Frank Hinton. Safety Third Enterprises,$4 chapbook

Frank Hinton’s I Don’t Respect Female Expression is the latest chapbook from Safety Third Enterprises. It stands shoulder to shoulder with previous STE releases He is Talking to the Fat Lady by xTx and The Serial Rapist Sitting Behind You is a Robot by J. Bradley, and it does so with chin held high.

The collection is comprised of eleven fiction pieces of varying shapes and sizes, and Hinton writes with a somber, meditative ease.

From A Starting Place:

“In the curl of the banister I rest my head. I put two slugs of clementine into my mouth and wish they’d melt. Of course, I need to chew. This is my favorite place in the house. My back fits well on the wood. My head feels good on the curl.”

It’s the simple observations of this piece that make it so damn endearing despite its brevity. That’s not to say that short work can’t be good; it’s just not always easy, and some of the shorter works in this collection don’t always break off cleanly.

I felt the struggles for depth in the short form were most apparent in Father/Daughter and Make a Man. In the former, a young daughter sees her father’s penis, and, years later, reflects on the incident and the overall bond the two of them shared. It’s a good idea and it strives to be a touching story, but in this instance I felt the brevity worked against it, as did the emotional, telling catch-all, “I loved my father very much.” I enjoyed this story, I simply wanted more.

The concise pieces in this collection challenge us to accept them, oftentimes earning their way with addictive architectures like the one found in A Material That Doesn’t Exist,

“I put in a cherry tomato and took it out. I put a baby carrot up there and took it out. I put an egg up there and pushed it out and the eggshell didn’t break.”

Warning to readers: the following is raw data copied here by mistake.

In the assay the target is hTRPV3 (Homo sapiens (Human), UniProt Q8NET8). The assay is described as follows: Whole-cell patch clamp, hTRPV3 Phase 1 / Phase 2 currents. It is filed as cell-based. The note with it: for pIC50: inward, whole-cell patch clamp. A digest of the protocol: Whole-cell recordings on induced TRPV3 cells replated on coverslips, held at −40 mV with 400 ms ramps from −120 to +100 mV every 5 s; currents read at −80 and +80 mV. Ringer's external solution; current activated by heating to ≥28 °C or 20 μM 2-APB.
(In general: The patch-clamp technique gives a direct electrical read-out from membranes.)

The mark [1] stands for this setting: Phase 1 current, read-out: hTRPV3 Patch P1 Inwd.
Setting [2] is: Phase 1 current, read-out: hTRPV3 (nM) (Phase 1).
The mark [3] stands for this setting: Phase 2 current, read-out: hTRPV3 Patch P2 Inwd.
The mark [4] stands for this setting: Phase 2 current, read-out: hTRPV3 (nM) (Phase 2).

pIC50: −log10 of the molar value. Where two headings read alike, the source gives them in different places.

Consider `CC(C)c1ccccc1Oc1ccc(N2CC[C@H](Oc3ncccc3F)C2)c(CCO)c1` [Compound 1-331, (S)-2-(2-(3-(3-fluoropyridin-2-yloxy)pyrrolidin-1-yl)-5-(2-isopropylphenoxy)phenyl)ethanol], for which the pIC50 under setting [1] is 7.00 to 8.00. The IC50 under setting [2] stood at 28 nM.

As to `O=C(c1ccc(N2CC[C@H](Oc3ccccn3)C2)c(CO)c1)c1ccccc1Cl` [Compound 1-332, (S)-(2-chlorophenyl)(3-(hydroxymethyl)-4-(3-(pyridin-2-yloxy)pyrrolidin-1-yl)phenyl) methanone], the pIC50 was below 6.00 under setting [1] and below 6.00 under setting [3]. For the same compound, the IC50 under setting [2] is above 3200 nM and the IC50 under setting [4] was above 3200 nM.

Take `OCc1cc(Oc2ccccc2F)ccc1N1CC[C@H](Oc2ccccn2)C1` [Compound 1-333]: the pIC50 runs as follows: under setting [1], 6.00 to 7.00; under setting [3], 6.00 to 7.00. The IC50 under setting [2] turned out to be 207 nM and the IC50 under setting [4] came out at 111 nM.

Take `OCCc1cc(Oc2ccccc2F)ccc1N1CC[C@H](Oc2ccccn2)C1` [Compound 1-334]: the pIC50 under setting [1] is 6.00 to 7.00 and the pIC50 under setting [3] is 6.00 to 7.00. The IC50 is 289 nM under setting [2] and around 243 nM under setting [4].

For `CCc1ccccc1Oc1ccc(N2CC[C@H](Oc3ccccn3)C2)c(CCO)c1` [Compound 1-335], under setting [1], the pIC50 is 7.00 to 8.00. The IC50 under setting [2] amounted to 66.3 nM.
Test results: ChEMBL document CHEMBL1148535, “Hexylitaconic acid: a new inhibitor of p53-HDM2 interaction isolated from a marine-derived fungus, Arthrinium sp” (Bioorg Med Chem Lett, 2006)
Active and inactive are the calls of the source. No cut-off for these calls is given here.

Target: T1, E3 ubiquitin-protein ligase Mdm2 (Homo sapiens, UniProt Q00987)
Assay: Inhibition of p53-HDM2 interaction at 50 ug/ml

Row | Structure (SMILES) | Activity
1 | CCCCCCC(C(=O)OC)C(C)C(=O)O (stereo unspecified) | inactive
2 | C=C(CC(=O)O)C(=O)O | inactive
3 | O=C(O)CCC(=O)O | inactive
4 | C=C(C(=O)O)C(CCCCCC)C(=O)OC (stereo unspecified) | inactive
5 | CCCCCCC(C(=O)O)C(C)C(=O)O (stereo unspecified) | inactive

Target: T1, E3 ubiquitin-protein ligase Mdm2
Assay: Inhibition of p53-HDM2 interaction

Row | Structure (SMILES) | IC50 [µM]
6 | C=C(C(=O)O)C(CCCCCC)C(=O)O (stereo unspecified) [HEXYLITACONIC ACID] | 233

or with expertly executed verse fiction like the kind found in Fake Kiss,

“You took me to a beach. You put me on a blanket where I shivered in the wind. You pointed at the playing children and laughed. You kicked a castle back to sand.”

My favorite piece in this collection is the lengthier All Of The People In These Pictures Are Dead Now, a wonderfully crafted study of tragedy and loss. Hinton gave herself some room to move here, and it served the work well:

“Here’s a picture of Janice Baker sitting on a wooden bench at the park holding her exposed left breast. This might be my favorite picture. I’ve looked at it so many times. Janice won’t care that I’m showing you this, at least not in this realm because she’s dead.”

Overall, this is a solid collection that employs themes of love, loss, and impermanence, and it’s at its best when stretching its legs, rolling in the poetry of second person, or simply relaxing. Frank Hinton and Safety Third Enterprises have done it again, and I can’t wait to see what both of them have in store for us down the road. (2011)

Purchase I Don't Respect Female Expression HERE.

Reviewer bio:  Mel Bosworth is the author of the novel FREIGHT. Visit his website at